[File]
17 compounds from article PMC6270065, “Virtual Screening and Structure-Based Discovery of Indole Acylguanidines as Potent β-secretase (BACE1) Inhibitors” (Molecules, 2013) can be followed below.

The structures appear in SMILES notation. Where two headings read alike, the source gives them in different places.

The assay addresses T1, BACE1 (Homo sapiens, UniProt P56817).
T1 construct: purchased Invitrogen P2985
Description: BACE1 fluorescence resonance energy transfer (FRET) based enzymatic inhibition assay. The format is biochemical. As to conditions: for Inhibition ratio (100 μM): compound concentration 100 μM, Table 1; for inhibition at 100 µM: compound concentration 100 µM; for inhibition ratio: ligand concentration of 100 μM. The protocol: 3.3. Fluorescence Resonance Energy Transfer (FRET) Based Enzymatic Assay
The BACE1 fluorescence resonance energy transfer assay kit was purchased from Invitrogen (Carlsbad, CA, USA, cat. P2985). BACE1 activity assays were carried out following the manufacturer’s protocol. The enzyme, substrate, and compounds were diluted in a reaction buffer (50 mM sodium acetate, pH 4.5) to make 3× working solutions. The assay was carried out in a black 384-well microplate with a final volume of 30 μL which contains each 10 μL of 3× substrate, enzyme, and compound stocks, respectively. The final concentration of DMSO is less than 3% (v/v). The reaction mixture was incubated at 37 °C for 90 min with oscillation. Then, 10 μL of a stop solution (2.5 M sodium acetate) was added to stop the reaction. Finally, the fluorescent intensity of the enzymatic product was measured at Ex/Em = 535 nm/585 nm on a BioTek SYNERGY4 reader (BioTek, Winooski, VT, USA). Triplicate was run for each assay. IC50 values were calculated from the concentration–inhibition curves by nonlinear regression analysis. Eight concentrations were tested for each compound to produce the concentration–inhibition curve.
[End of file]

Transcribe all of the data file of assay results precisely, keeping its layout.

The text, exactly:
17 compounds from article PMC6270065, “Virtual Screening and Structure-Based Discovery of Indole Acylguanidines as Potent β-secretase (BACE1) Inhibitors” (Molecules, 2013) can be followed below.

The structures appear in SMILES notation. Where two headings read alike, the source gives them in different places.

The assay addresses T1, BACE1 (Homo sapiens, UniProt P56817).
T1 construct: purchased Invitrogen P2985
Description: BACE1 fluorescence resonance energy transfer (FRET) based enzymatic inhibition assay. The format is biochemical. As to conditions: for Inhibition ratio (100 μM): compound concentration 100 μM, Table 1; for inhibition at 100 µM: compound concentration 100 µM; for inhibition ratio: ligand concentration of 100 μM. The protocol: 3.3. Fluorescence Resonance Energy Transfer (FRET) Based Enzymatic Assay
The BACE1 fluorescence resonance energy transfer assay kit was purchased from Invitrogen (Carlsbad, CA, USA, cat. P2985). BACE1 activity assays were carried out following the manufacturer’s protocol. The enzyme, substrate, and compounds were diluted in a reaction buffer (50 mM sodium acetate, pH 4.5) to make 3× working solutions. The assay was carried out in a black 384-well microplate with a final volume of 30 μL which contains each 10 μL of 3× substrate, enzyme, and compound stocks, respectively. The final concentration of DMSO is less than 3% (v/v). The reaction mixture was incubated at 37 °C for 90 min with oscillation. Then, 10 μL of a stop solution (2.5 M sodium acetate) was added to stop the reaction. Finally, the fluorescent intensity of the enzymatic product was measured at Ex/Em = 535 nm/585 nm on a BioTek SYNERGY4 reader (BioTek, Winooski, VT, USA). Triplicate was run for each assay. IC50 values were calculated from the concentration–inhibition curves by nonlinear regression analysis. Eight concentrations were tested for each compound to produce the concentration–inhibition curve.